Cisco Blogs


Cisco Blog > Data Center and Cloud

So many workloads and so many clouds ….

 

Recently, I had the opportunity to join a discussion regarding the #FutureOfCloud in the #InnovateThink  Tweet Chat. One of the questions that came up revolved around the process typically used to associate a workload with a specific cloud deployment model. That is an important question and top of mind whenever we speak with customers.

One of the most appealing qualities of the cloud is the variety of ways in which it can be delivered and consumed. A successful cloud strategy will let you take advantage of a full range of consumption models for cloud services to meet your specific business needs. In reality, when we think about it, the process is very similar to what any company in virtually any industry goes through when shaping its business strategy. For each area of the business, inevitably the question arises: Build, Buy or Partner?

Build versus Buy

When formulating their sourcing strategies, IT organizations repeatedly face very similar service-by-service, “build-versus-buy” decisions. The predisposition of IT organizations is to create and build IT services on their own. That is what many IT professionals want to do … create new services, invent ‘new things’. And that may very well be the best option. However, many customers also realize that it is often beneficial to adopt best-in-class capabilities to remain competitive even if this requires outsourcing select portions of the IT value chain. Hence the emerging role of IT as a broker of IT services that we discussed in the past (for more information please visit our web site.) And this requires a paradigm shift for many IT organizations.

Solving the ‘Equation’

To solve the “build versus buy” equation when sourcing their IT services, IT needs to evaluate cost, risk, and agility requirements to determine the best strategy for their business. IT needs a plan and a set of governance principles to evaluate each service based on its strategic profile. A collaborative approach between business and IT is also required. For example: Is the service core to the business? What is the business value associated with it (e.g., strategic importance, sustainable differentiation it can provide, time to market requirements etc..)? What are the cost implications (CapEx vs OpEx), risk profile, security, SLAs, data privacy and regulatory compliance requirements?  And … do you have the expertise to plan, build and manage the new IT service while meeting the expectations of your business counterparts?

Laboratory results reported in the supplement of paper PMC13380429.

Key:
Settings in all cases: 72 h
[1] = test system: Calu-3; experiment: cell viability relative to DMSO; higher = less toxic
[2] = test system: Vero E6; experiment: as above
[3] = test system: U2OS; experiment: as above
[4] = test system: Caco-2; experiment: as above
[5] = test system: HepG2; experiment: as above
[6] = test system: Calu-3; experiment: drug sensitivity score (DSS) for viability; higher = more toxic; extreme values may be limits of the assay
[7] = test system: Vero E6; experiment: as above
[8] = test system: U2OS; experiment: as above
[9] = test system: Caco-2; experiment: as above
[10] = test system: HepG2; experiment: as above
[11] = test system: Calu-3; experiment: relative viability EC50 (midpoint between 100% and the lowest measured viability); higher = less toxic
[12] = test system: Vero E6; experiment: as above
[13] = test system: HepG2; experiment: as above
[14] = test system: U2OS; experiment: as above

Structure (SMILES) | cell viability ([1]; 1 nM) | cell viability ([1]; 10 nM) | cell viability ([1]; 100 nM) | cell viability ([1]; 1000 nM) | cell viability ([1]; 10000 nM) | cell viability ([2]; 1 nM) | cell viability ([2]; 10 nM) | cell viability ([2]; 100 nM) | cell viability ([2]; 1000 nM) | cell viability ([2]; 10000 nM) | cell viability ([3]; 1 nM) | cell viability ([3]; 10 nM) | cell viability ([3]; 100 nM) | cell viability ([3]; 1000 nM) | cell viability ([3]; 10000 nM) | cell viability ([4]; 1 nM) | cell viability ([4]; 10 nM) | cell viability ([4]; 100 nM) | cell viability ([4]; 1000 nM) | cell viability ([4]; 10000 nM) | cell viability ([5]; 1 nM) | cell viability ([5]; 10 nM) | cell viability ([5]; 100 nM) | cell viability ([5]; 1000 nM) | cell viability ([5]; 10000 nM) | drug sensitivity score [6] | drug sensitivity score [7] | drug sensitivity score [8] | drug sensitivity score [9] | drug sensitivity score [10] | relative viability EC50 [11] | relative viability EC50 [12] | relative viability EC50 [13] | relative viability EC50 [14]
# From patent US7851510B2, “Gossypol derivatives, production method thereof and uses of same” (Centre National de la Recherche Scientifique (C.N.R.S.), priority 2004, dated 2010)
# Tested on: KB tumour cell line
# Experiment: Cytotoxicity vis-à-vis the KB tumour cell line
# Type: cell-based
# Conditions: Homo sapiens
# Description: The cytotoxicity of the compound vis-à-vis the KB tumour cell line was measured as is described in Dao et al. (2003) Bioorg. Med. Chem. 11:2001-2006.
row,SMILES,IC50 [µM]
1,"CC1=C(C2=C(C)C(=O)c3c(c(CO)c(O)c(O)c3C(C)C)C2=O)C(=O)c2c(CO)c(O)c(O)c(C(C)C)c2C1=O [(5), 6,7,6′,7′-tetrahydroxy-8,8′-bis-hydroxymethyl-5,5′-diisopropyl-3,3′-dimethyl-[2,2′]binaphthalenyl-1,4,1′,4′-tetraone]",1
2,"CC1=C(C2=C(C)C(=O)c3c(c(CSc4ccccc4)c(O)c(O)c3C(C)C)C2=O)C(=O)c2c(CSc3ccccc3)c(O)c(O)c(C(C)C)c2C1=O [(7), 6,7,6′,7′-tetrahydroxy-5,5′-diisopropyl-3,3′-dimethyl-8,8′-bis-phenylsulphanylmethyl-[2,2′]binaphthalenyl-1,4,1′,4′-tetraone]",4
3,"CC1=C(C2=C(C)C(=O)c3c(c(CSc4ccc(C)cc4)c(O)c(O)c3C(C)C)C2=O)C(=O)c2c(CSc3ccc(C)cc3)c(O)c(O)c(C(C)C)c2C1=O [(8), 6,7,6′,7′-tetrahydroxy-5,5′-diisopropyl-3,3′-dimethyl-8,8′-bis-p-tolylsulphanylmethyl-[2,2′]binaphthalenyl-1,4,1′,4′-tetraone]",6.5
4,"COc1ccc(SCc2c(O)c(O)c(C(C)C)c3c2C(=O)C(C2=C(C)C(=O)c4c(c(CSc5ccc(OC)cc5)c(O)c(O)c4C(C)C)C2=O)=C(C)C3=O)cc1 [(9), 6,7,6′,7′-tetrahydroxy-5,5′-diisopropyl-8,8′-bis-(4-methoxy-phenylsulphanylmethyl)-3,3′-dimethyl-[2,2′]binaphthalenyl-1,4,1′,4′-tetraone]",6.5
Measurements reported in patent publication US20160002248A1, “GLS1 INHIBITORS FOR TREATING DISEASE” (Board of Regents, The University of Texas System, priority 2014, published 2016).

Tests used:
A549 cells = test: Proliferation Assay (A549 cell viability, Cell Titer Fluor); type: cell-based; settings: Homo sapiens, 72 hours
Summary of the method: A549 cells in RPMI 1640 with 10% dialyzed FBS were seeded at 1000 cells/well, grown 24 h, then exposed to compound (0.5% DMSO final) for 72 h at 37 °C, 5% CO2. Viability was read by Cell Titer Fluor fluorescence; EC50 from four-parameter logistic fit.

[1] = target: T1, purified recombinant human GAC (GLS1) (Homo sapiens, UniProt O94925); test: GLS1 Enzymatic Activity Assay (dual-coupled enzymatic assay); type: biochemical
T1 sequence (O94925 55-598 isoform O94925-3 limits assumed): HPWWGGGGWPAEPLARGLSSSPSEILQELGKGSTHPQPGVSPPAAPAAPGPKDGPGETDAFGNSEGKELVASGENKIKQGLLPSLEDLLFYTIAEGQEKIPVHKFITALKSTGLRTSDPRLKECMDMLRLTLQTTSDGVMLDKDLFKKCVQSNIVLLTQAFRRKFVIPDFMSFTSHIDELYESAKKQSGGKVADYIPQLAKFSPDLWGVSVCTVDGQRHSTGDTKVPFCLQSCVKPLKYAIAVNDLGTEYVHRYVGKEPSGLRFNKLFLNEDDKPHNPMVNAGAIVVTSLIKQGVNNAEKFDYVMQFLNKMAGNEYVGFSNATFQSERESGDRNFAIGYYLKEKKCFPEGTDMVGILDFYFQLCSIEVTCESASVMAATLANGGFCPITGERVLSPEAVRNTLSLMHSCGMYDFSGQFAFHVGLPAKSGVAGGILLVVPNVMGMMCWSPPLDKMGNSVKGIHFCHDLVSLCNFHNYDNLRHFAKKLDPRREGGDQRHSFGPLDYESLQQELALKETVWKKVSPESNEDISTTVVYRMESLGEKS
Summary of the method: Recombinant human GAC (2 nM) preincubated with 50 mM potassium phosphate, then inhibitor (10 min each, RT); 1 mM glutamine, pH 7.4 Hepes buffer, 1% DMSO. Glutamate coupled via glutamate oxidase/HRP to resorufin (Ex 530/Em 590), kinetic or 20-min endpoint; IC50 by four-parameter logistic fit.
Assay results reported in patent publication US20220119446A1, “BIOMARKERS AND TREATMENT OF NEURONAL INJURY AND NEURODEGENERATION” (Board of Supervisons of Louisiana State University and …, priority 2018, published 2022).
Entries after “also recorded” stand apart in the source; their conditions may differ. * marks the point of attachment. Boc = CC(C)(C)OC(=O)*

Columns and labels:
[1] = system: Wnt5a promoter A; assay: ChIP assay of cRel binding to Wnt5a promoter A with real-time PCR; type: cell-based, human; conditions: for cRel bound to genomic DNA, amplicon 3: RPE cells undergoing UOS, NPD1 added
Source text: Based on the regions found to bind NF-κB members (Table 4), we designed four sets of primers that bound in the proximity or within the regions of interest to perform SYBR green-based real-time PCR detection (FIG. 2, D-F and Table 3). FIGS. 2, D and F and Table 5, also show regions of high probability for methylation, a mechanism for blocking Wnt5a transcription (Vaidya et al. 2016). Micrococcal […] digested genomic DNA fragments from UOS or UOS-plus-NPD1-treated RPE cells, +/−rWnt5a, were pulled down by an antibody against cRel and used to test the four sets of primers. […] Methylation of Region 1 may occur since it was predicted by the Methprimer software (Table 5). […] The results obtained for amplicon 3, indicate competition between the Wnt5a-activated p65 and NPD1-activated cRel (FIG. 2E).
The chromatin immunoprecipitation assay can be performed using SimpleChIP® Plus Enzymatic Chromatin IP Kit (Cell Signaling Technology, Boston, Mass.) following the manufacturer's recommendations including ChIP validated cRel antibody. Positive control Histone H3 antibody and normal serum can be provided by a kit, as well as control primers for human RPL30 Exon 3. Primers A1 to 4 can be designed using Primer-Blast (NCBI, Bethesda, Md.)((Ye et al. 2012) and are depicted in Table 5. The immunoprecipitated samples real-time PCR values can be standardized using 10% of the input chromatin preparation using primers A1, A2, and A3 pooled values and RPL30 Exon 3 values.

Hybrid Cloud Rapidly Emerging as the New ‘Normal’

Not surprisingly, my experience when talking to customers that operate in regulated industries or that are concerned about security -- and the privacy of their data more specifically – is that they tend to favor private cloud deployments. For example, I was talking to a compliance manager part of a global financial institution and as soon as I uttered ‘public cloud’ his reaction was quite predictable …. He shook his head, got serious and quipped “Public cloud … I do not think so …” Real or perceived, security concerns remain top of mind and a major barrier to cloud adoption, and this is validated by market research data.

Hybrid Cloud

The predictability of the application with respect to resource consumption is also a factor. Applications that have high elasticity requirements are well positioned to benefit from the economics, agility and scale that public clouds can offer. Infrastructure capacity planning and optimization is a big task for most IT organizations. Having the ability to burst into the public cloud represents an appealing option. This is also why ultimately hybrid cloud is becoming the new normal, and results of the 2014 North Bridge Future of Cloud Computing Survey supports that view.

2014 Future of Cloud Annual Survey Results - Source Gigaom

2014 Future of Cloud Computing - Annual Survey Results

The Power of Choice

Arguably the most important thing your IT organization can do is to diversify its choice of cloud providers ….. Simply because without choice you really do not have a strategy …. And no contingency plans to go along with it ….

What do you think?

Additional Resources:

 

 

Tags: , , , , , , , ,

In an effort to keep conversations fresh, Cisco Blogs closes comments after 60 days. Please visit the Cisco Blogs hub page for the latest content.

1 Comments.


  1. You said “Having the ability to burst into the public cloud represents an appealing option. This is also why ultimately hybrid cloud is becoming the new normal…”

    That’s spot on. When I’m asked how I would determine the best-fit solution for a particular cloud use case scenario, my response is that “it depends” (on your key priorities, and your willingness to be flexible to meet those requirement needs/wants).

    Besides, the whole notion of a hybrid cloud solution means that this doesn’t have to be an “either or” decision — it’s not a binary choice, and therefore you inherently have alternative options.

    Moreover, those CIOs that want to assume the cloud broker role for their organizations will need to look more closely at their vendor’s or service provider’s willingness to partner or collaborate with others in the marketplace — to achieve the best fit.

    Active members of the various open source cloud software communities tend to have the most “adaptive” perspective.

       0 likes